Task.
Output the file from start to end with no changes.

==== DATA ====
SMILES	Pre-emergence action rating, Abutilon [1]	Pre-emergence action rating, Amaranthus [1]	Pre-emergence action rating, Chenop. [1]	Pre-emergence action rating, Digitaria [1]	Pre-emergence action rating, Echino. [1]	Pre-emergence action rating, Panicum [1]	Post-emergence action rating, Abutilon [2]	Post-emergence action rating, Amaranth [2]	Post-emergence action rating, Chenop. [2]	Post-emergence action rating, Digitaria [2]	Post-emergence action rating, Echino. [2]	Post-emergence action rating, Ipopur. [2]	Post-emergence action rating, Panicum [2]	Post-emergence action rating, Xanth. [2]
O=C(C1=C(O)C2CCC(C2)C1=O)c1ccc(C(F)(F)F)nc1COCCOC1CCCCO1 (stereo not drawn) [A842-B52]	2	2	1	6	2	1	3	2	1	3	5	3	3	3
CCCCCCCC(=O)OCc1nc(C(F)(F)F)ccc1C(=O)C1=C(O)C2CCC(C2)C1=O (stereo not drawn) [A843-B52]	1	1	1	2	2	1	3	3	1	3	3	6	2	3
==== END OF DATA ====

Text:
SMILES	Pre-emergence action rating, Abutilon [1]	Pre-emergence action rating, Amaranthus [1]	Pre-emergence action rating, Chenop. [1]	Pre-emergence action rating, Digitaria [1]	Pre-emergence action rating, Echino. [1]	Pre-emergence action rating, Panicum [1]	Post-emergence action rating, Abutilon [2]	Post-emergence action rating, Amaranth [2]	Post-emergence action rating, Chenop. [2]	Post-emergence action rating, Digitaria [2]	Post-emergence action rating, Echino. [2]	Post-emergence action rating, Ipopur. [2]	Post-emergence action rating, Panicum [2]	Post-emergence action rating, Xanth. [2]
O=C(C1=C(O)C2CCC(C2)C1=O)c1ccc(C(F)(F)F)nc1COCCOC1CCCCO1 (stereo not drawn) [A842-B52]	2	2	1	6	2	1	3	2	1	3	5	3	3	3
CCCCCCCC(=O)OCc1nc(C(F)(F)F)ccc1C(=O)C1=C(O)C2CCC(C2)C1=O (stereo not drawn) [A843-B52]	1	1	1	2	2	1	3	3	1	3	3	6	2	3